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Creating custom Error classes in Node.js
'use strict';
module.exports = function CustomError(message, extra) {
Error.captureStackTrace(this, this.constructor);
this.name = this.constructor.name;
this.message = message;
this.extra = extra;
};
require('util').inherits(module.exports, Error);

It's nice to be able to distinguish error types by classes. But it's a bit tricky to correctly create a custom error class in Node.js, so here is an example.

The example also shows how to add an extra parameter called extra that will be stored as a property on the error.

Usage

var CustomError = require('./errors/custom-error');

function doSomethingBad() {
  throw new CustomError('It went bad!', 42);
}

Features

  • Name appears once - less editing if you have to create lots of custom error classes
  • Easy to subclass - just change the last line to inherit from another custom error class you created
  • Correct stack trace - no extra stack frames, no double capturing of the stack trace

Anti-patterns

These are some things that I've seen in other proposed solutions that you should avoid.

  • Error.call(this) - creates another error object (wasting a bunch of time) and doesn't touch this at all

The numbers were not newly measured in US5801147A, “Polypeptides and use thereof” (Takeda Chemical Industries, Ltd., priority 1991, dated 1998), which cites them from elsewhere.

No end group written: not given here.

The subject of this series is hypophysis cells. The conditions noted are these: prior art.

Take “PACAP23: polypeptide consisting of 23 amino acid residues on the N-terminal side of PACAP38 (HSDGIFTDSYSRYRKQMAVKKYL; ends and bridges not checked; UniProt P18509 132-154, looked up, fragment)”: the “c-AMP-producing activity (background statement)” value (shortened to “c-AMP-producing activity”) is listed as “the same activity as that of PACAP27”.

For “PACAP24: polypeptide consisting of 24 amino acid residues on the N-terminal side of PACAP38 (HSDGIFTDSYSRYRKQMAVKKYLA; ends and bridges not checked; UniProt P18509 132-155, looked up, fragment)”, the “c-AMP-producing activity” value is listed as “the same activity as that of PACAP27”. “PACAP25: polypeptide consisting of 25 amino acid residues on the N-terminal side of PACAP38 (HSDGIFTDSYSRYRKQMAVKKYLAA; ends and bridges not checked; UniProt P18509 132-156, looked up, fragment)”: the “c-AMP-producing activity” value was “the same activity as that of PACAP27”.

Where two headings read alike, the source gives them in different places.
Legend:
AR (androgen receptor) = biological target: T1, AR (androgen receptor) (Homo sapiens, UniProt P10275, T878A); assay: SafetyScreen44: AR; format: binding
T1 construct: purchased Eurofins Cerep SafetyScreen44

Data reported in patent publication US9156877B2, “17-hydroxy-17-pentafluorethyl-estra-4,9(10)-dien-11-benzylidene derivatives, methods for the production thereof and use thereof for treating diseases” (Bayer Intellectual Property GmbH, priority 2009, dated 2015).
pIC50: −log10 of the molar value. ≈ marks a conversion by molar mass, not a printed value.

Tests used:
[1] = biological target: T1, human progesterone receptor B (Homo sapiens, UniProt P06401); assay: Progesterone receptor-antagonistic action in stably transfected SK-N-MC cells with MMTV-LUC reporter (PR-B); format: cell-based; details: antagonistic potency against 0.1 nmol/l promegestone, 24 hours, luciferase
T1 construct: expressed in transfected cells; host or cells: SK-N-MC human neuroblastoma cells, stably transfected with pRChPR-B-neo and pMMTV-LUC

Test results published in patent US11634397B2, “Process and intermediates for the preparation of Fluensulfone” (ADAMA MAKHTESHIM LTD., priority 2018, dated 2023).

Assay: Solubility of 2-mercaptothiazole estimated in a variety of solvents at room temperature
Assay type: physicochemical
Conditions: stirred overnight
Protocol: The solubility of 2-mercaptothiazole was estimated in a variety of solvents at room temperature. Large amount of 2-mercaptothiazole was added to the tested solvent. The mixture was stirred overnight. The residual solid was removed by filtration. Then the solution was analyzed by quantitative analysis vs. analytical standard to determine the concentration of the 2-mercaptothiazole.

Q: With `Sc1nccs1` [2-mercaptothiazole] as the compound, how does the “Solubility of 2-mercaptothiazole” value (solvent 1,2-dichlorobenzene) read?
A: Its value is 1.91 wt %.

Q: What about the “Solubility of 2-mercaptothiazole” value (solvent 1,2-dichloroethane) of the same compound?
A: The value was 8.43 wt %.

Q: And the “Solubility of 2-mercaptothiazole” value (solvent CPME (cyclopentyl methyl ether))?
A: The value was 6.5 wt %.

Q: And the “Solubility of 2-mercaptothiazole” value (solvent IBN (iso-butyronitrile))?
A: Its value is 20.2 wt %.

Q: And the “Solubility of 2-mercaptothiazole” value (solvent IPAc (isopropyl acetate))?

• Error.captureStackTrace(this, arguments.callee); - works, but arguments.callee is deprecated, so don't use it
  • this.stack = (new Error).stack - this... I don't even...
// Mini test suite for our custom error
var assert = require('assert');
var CustomError = require('./errors/custom-error');
function doSomethingBad() {
throw new CustomError('It went bad!', 42);
}
try {
doSomethingBad();
} catch (err) {
// The name property should be set to the error's name
assert(err.name = 'CustomError');
// The error should be an instance of its class
assert(err instanceof CustomError);
// The error should be an instance of builtin Error
assert(err instanceof Error);
// The error should be recognized by Node.js' util#isError
assert(require('util').isError(err));
// The error should have recorded a stack
assert(err.stack);
// toString should return the default error message formatting
assert.strictEqual(err.toString(),
'CustomError: It went bad!');
// The stack should start with the default error message formatting
assert.strictEqual(err.stack.split('\n')[0],
'CustomError: It went bad!');
// The first stack frame should be the function where the error was thrown.
assert.strictEqual(err.stack.split('\n')[1].indexOf('doSomethingBad'), 7);
// The extra property should have been set
assert.strictEqual(err.extra, 42);
}
// Spoiler: It passes!
@tinybug
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tinybug commented Jul 10, 2017

It's more better move Error.captureStackTrace(this, this.constructor); after this.message = message;, then the e.stack will output like this:
CustomError: custom ...
Otherwise it will output:
Error ...
that output of stack will miss error type and message

@mrenrich84
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mrenrich84 commented Aug 12, 2017

So tricky

node --version  
v7.10.0
module.exports = function CustomError(message, extra) {